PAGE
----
Amb, I think you are bang on, thank you for your honesty. I really appreciate it. So, I should stick it out and see what happens?

59ee717de524f921efb7f2984157339f

(871)

on December 18, 2011
at 10:41 PM

Wow. Thank you so so much. I am struggling with this exact thing. And you are right, my only choices are to mentally toughen up and deal with the temporary gain, and hope to normalize or keep restricting (which i am not willing to do) thank you so much for helping me flush this out. I think I will keep feeding, and working out hard to try and up my metabolism so maybe I can meet my body somewhere in the middle? So i should up my calories gradually and keep with a moderately low carb? maybe under 50grams?

100fd85230060e754fc13394eee6d6f1

(18706)

on December 18, 2011
at 08:17 PM

There is a phenomenon of people who have been under semi-starvation to have a hyperphagic response to refeeding. In other words, after prolonged calorie restriction, the body packs on more fat than it otherwise would as soon as it is given enough food. If this is happening to you, you're kind of stuck between a rock and a hard place, having to choose between continuing to restrict, which could plausibly just further the effect, or allow yourself to gain fat. I don't know what happens to those people long-term.

D31a2a2d43191b15ca4a1c7ec7d03038

(4134)

on December 18, 2011
at 09:58 PM

Ambimorph, that is exactly what occurred with a friend of mine. She gained a good deal during recovery, then normalized, and has remained normal for the last thirty years. Thanks for the link! :)

59ee717de524f921efb7f2984157339f

(871)

on December 18, 2011
at 10:52 PM

Paleo Gran, when you say "normalized" did that person return to an average body composition? Or were they able to have a lower body fat percentage after the initial gain?

100fd85230060e754fc13394eee6d6f1

(18706)

on December 20, 2011
at 01:49 AM

That sounds reasonable. Best of luck whatever you do!

D31a2a2d43191b15ca4a1c7ec7d03038

(4134)

on December 21, 2011
at 03:56 PM

Paleo4ever, I think the level of carbs and calories requires experimenting for oneself. I stay below 50, sometimes well below. I fiddle around and experiment. I don't currently count calories.

D31a2a2d43191b15ca4a1c7ec7d03038

(4134)

on December 21, 2011
at 03:52 PM

Paleo4ever, during the first year or two of recovery, she got pudgy, and then gradually became slim, with regular, healthy eating habits. She has had healthy eating habits and stayed slim for the last 30+ years.

0f32ad570e3bf419432429d3ac842405

(235)

on December 23, 2011
at 07:10 AM

very interesting side-discussion, here. I have come in touch with a whole bunch of anorexics and can support PaleoGrans observation. IF they eventually stick to a healthy diet, they will get back to their normal selves... that is particularly true for "true" anorexics (not so much for bulemics)... most of them were slim to begin with and all started of with the same sort of questions Paleo4Ever and so many other people are posing these days. I think its important to get the message out there that there is a slippy slope from calorie counting to disordered eating and in the worst case - death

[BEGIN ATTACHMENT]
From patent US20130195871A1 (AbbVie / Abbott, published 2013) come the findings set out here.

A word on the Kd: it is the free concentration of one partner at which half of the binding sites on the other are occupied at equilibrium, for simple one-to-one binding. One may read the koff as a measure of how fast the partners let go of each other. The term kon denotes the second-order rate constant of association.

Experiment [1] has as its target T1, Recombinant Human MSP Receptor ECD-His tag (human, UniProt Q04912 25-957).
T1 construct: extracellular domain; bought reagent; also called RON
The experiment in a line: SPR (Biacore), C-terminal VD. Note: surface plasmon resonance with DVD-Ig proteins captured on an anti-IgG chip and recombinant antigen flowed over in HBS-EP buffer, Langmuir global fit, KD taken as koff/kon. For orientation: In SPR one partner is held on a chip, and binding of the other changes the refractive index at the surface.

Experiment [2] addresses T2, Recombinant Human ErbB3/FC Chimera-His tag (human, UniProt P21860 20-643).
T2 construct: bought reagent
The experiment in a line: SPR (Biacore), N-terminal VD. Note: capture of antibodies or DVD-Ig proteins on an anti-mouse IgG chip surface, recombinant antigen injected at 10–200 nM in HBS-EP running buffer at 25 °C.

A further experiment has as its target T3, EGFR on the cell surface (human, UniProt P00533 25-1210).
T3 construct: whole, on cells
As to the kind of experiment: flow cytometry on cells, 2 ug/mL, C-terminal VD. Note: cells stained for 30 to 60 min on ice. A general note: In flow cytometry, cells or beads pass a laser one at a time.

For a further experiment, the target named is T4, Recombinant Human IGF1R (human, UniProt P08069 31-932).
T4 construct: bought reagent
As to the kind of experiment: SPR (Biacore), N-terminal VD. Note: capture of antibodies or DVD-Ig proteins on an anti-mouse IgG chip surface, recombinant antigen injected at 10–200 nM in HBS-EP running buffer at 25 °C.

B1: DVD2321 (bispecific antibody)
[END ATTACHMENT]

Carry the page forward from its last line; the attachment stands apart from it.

6
3a9aef29f44d81785622400b60fc5e14

on December 17, 2011
at 11:26 PM

Hey, add some carbs! Im serious. You seem to be stressing over this a little to much. An apple or some berries wont pack on a pound of fat! Im sorry to be so upset about this but I cant stand when I see people think that carbs are the enemy. Sure you can eat to much carbs but you can also eat to little! EVERYONE IS DIFFERENT and the paleo diet is not a exact diet, it is a base for which you build YOUR optimal diet. What you eat depends on your current body type, your background, health issues and what your goals are. Just because some people eat low carb and it works does not mean it will work for you. As long as your diet is CLEAN there are much more important factors then you macro nutrient ratios such as sleep, stress state, when you eat... etc. Check out perfect health diet and jackkruse.com for different variations. Please do not get stuck on low carb because it does not work. Ive experimented with pretty much everything and that is what you need to do to find success. Find what yours for you and stick with it until it doesnt then try something new.

Sorry for the rant but that is my 2 cents.

59ee717de524f921efb7f2984157339f

(871)

on December 18, 2011
at 10:46 PM

Definitely appropriate, not harshly taken at all :) I'll try upping. Im religiously reading everything Dr Kruse lately...so ill keep going. thanks

96bf58d8c6bd492dc5b8ae46203fe247

(37227)

on December 17, 2011
at 11:33 PM

I don't think you ranted; what you said makes great sense.

5
7dc950fc76a046048e683d2a27dced37

on December 18, 2011
at 12:39 AM

If you are 5'9" and 140, your BMI is around 20 ... which is certainly in the right range. So if you are visibly fat, what that says to me is that you need to stop worrying so much about the number on the scale and start concentrating on increasing lean body mass. That is what will drop your body fat percentage, and over time, will also help you drop excess body fat.

Check out this SuppVersity post, especially the section on Stanley Smith. Oh, and check out the Strong is the New Skinny blog for inspiration!

1f8384be58052b6b96f476e475abdc74

(2231)

on December 18, 2011
at 01:29 AM

awesome point- add muscle, gain strength which will speed up your metabolism and get rid of whatever it is you think it wrong, even though i think youre shooting yourself in the foot worrying so much

2f54dbe892ec89b12d1db686568e885a